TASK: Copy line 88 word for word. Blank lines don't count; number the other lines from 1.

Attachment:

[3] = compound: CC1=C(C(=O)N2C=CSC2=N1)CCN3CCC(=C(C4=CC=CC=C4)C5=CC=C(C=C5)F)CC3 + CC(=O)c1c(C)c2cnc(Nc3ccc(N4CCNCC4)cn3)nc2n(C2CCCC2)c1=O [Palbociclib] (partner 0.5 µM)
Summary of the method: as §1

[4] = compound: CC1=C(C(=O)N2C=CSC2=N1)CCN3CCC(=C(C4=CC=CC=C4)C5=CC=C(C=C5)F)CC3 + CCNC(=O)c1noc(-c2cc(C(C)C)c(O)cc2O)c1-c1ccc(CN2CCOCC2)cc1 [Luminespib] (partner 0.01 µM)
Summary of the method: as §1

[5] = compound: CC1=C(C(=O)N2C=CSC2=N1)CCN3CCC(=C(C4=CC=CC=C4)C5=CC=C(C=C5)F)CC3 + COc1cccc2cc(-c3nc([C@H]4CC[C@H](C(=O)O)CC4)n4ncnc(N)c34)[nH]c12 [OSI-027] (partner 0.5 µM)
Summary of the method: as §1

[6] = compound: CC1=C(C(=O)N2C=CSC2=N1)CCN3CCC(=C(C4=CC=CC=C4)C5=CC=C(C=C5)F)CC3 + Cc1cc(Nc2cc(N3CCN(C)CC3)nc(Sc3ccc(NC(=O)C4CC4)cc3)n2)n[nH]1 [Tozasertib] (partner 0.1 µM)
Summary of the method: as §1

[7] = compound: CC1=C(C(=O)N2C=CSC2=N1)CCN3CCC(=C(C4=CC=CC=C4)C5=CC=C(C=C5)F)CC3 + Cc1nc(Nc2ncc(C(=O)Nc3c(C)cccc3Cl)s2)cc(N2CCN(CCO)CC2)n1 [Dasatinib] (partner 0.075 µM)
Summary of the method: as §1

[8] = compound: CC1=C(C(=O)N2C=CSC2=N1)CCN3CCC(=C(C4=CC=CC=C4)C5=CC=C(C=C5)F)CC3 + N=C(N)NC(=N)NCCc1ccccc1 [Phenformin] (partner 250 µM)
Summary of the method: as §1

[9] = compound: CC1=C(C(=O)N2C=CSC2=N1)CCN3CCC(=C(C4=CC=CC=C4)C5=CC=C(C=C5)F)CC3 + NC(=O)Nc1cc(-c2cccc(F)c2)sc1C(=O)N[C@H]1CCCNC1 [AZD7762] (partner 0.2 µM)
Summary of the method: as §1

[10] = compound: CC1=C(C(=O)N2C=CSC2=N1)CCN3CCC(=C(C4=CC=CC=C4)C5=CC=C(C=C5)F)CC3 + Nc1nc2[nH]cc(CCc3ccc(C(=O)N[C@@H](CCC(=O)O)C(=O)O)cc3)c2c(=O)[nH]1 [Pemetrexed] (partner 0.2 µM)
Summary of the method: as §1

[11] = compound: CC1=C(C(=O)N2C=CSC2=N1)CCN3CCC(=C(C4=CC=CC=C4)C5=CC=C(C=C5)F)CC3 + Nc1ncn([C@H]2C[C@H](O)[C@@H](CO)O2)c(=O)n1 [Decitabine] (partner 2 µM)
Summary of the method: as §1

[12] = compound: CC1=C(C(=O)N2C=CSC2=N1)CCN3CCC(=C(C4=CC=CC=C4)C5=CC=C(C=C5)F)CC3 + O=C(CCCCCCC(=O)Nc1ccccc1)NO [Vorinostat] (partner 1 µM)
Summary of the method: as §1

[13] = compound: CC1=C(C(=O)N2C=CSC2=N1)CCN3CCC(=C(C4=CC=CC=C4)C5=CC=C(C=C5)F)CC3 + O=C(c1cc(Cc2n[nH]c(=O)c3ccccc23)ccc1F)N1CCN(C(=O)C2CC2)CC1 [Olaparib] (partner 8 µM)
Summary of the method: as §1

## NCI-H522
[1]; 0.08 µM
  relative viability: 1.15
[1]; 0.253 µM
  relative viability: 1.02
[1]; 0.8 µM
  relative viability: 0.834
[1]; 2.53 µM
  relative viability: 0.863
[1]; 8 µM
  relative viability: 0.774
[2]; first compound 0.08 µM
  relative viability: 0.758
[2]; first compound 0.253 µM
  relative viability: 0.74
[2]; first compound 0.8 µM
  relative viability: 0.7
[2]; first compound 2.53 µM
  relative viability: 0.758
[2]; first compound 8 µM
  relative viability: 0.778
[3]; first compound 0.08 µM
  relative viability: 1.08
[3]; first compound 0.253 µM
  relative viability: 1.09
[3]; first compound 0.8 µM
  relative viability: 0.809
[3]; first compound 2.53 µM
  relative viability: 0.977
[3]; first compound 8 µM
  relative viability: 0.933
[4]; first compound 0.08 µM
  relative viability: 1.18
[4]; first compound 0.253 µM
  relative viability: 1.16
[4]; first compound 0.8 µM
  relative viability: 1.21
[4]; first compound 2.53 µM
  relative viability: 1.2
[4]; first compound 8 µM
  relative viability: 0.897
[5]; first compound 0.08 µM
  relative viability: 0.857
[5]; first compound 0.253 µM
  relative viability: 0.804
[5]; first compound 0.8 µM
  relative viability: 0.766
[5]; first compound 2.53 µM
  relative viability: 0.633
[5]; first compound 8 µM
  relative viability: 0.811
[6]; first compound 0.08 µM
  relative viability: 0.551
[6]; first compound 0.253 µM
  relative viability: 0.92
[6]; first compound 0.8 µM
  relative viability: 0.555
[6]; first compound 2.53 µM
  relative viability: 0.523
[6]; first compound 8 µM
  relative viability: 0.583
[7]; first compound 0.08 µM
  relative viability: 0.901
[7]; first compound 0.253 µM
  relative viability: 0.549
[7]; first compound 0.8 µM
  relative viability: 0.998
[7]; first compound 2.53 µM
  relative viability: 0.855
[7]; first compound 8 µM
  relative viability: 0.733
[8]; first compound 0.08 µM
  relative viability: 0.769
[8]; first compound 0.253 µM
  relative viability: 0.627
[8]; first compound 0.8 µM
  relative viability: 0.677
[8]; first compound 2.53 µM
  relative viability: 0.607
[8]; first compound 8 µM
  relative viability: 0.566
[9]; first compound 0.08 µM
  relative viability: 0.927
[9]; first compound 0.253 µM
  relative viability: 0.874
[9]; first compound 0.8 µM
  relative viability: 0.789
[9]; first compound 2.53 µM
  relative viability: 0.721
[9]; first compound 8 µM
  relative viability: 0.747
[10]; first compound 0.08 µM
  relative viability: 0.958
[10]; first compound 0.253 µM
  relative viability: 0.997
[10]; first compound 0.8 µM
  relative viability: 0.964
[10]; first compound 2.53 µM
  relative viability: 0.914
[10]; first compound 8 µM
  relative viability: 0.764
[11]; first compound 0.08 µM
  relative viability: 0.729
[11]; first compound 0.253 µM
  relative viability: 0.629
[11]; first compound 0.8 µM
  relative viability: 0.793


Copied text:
[7]; first compound 0.8 µM